42. 42. INHALATION ANESTHESIA • Volatile agents{0.5-1.5 MAC for maintenance of anesthesia and sympathetic response suppression(MACBAR)} • Isoflurane , sevoflurane or desflurane are used for maintenance • It results in easy control of depth of anesthesia and hemodynamic stability and early extubation Others- In frail patients, combination of ketamine and midazolam provides hemodynamic stability, good amnesia, analgesia and minimal respiratory depression
  43. 43. 1. Check bilateral breath sounds 2. Adjust fresh gas flow 3. Check pressure points 4. Protect eyes 5. Check all monitors and tubings after final position 6. Administer antibiotics 7. Check baseline ACT 8. Check baseline blood gas parameters, electrolytes and hematocrit by doing ABG 1. Pre cardio-pulmonary bypass period
  44. 44. 9. Skin incision can cause sympathetic stimulation, so adequate depth of anesthesia is necessary 10. Sternal incision and splitting accompanies high level of sympathetic stimulation 11. Sternal splitting can cause: a. Awareness and recall, so amnesic agents like benzodiazepines or propofol is to be used b. Tachycardia & raised BP can be treated by nitroglycerine boluses or by esmolol c. Pain --high doses of fentanyl can be use 12. Lungs are to be deflated during sternal splitting to avoid damage. • Sternal splitting can cause kinking or mal-positioning of PA cath. • Dissection of post -ganglionic sympathetic fibres from aorta to cannulate it can cause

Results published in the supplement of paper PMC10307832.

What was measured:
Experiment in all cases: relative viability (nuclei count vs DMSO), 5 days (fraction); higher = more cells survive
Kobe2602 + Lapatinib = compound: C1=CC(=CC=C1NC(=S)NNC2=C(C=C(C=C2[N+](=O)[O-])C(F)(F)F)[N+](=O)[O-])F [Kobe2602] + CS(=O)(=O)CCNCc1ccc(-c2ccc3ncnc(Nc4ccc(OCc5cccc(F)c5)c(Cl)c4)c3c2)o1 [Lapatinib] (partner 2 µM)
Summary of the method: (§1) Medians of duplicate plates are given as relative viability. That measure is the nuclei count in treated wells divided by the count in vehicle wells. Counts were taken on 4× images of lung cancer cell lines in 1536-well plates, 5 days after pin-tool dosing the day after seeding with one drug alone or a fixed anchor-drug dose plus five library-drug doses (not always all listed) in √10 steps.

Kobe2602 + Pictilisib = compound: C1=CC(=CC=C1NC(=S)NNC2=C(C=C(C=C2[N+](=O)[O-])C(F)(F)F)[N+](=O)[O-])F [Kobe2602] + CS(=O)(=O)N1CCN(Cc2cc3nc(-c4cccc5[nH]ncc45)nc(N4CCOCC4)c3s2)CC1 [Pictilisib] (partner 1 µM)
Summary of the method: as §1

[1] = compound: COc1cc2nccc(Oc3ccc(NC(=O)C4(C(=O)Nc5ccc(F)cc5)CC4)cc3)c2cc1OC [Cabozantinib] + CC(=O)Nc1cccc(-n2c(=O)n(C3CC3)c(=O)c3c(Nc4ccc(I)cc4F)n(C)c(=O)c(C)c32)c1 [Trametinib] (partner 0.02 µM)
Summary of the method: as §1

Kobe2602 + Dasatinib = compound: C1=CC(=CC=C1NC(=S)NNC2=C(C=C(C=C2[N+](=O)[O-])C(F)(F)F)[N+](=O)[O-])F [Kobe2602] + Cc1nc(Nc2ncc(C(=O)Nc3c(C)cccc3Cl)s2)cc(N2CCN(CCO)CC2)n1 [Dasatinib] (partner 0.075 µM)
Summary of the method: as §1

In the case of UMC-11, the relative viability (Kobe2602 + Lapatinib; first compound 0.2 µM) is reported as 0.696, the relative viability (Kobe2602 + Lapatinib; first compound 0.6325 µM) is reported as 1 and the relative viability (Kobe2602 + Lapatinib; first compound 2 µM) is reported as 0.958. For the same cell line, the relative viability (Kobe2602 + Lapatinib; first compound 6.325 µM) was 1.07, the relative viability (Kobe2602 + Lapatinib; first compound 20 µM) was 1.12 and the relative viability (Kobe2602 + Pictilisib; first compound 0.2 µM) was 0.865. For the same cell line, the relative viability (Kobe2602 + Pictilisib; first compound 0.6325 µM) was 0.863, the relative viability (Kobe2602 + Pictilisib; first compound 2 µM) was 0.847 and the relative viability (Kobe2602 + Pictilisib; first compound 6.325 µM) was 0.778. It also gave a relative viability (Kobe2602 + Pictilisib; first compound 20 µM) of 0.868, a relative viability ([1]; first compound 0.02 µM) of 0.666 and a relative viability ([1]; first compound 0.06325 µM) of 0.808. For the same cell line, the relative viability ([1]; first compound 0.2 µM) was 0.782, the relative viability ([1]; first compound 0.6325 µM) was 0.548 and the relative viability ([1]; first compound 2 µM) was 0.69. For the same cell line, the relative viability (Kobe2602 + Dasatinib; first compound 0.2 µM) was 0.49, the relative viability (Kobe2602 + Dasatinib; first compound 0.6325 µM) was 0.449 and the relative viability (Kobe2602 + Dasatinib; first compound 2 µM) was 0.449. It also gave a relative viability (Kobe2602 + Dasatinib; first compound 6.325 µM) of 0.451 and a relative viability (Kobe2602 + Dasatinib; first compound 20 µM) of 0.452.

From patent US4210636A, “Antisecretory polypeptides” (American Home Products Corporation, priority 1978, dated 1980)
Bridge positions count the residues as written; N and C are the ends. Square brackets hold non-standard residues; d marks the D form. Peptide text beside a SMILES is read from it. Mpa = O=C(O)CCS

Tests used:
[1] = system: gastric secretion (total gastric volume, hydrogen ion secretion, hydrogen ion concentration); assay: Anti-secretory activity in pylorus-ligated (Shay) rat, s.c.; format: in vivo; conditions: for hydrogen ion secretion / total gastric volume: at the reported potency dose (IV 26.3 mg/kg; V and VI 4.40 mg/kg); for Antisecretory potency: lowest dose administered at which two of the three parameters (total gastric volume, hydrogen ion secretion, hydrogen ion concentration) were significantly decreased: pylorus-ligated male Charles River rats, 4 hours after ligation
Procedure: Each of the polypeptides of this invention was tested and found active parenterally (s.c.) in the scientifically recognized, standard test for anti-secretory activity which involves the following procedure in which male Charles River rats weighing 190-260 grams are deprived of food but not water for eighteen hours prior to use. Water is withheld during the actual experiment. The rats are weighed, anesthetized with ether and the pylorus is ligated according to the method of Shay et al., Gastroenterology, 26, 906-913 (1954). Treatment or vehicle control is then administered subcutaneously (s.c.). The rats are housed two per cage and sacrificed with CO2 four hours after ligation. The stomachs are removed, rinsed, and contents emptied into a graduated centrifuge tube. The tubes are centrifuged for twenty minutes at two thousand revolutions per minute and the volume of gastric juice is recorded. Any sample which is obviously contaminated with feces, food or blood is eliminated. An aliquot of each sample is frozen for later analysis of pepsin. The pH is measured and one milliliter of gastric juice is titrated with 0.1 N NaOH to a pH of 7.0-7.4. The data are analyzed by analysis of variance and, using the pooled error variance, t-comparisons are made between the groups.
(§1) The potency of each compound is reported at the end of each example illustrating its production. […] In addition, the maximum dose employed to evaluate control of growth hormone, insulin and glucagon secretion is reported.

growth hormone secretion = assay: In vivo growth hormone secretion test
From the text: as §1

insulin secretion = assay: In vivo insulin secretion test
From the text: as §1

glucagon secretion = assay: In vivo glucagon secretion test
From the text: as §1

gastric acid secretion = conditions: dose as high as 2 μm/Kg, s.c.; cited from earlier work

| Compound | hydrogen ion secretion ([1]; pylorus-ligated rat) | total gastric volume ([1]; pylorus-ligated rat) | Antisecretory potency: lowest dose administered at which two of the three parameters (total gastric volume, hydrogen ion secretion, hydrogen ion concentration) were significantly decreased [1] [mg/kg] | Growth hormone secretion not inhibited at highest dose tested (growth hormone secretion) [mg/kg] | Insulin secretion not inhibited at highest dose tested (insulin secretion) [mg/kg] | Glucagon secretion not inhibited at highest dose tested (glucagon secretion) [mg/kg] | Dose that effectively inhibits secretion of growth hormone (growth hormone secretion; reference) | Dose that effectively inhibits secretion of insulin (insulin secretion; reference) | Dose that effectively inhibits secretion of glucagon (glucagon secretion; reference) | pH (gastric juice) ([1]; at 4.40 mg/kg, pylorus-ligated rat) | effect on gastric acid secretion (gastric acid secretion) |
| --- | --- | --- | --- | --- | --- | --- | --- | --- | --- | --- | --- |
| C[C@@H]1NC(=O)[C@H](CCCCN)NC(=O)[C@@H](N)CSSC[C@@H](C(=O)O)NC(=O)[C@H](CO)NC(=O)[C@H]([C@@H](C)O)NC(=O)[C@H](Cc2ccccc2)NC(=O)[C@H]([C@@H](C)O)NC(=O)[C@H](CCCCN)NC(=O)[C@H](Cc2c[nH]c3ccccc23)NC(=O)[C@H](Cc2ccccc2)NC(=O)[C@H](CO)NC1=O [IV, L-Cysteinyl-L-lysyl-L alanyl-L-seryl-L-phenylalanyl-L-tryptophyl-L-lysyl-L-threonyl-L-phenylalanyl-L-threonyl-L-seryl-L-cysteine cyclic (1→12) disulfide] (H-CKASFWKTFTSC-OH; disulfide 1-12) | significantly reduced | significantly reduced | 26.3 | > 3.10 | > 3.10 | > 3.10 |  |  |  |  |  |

45. 45. Hypotension-may be due to:  Hypovolemia  Decreased venous return due to increased airway pressure , tension pneumothorax , handling of heart and great vessels  Impaired myocardial contractility  Ischemia  Dysarrythmia  Measurement error due to kinked catheter, wrist positioning error etc. Hemodynamic changes